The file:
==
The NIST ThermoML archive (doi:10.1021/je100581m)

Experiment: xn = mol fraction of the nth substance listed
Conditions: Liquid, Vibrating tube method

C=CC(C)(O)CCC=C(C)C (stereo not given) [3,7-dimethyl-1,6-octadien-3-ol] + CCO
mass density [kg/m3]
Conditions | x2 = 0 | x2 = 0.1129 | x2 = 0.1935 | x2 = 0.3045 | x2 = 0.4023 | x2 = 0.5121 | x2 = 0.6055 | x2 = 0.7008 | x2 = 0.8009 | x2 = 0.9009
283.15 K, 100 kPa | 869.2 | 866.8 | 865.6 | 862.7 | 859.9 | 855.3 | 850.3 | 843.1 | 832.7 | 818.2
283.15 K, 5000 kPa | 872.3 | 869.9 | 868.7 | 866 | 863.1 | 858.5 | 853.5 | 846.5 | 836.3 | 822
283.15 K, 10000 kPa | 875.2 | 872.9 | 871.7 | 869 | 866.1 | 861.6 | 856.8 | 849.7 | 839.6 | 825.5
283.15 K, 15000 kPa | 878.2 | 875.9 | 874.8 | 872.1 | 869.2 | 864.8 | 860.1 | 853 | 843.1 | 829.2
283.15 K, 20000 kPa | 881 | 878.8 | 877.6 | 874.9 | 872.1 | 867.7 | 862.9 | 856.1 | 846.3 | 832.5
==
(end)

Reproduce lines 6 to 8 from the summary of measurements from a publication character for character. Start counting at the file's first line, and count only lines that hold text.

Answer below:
Conditions | x2 = 0 | x2 = 0.1129 | x2 = 0.1935 | x2 = 0.3045 | x2 = 0.4023 | x2 = 0.5121 | x2 = 0.6055 | x2 = 0.7008 | x2 = 0.8009 | x2 = 0.9009
283.15 K, 100 kPa | 869.2 | 866.8 | 865.6 | 862.7 | 859.9 | 855.3 | 850.3 | 843.1 | 832.7 | 818.2
283.15 K, 5000 kPa | 872.3 | 869.9 | 868.7 | 866 | 863.1 | 858.5 | 853.5 | 846.5 | 836.3 | 822